Ida B. Wells-Barnett
Short read: A virtual tour highlighting six important sites where African American activists made an important impact on the London landscape.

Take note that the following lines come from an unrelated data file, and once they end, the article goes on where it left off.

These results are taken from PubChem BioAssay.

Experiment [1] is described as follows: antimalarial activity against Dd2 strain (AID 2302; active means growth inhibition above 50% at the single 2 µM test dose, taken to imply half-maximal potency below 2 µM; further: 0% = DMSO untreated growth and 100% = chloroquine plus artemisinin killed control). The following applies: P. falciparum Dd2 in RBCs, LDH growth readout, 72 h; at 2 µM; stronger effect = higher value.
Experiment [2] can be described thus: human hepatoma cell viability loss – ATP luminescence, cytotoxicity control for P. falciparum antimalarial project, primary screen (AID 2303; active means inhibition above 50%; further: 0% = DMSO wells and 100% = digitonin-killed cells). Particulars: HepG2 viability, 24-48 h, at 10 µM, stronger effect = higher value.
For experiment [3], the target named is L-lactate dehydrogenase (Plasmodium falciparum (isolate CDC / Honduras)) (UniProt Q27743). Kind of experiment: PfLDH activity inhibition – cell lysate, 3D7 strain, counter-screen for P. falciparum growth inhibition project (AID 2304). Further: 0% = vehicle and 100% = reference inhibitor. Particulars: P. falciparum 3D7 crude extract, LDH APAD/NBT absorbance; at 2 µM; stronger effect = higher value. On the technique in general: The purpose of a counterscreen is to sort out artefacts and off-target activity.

Long read: People of colour have walked the ancient cobbled streets of London for centuries, but during the 1800s in particular, African American activists – and those who had survived US slavery – braved the Atlantic waves to travel to Britain and inform the public about racism and slavery. In London, they organised radical lectures, worked alongside Chartists, formed connections with important MPs, ministers and reformers, and held audiences spellbound with their hair-raising and often brutal stories. As well as going to rural and obscure places – like Keswick! Bakewell! Pembroke! Ventnor! – these African Americans were incredibly popular in the heart of the capital itself. While some of the buildings where they spoke are now car parks, hotels or office blocks, we walk past the hidden and inspiring history of these activists on a daily basis. Join me to learn about their life, to hear their testimony, and place them back into the London political, social and literary landscape.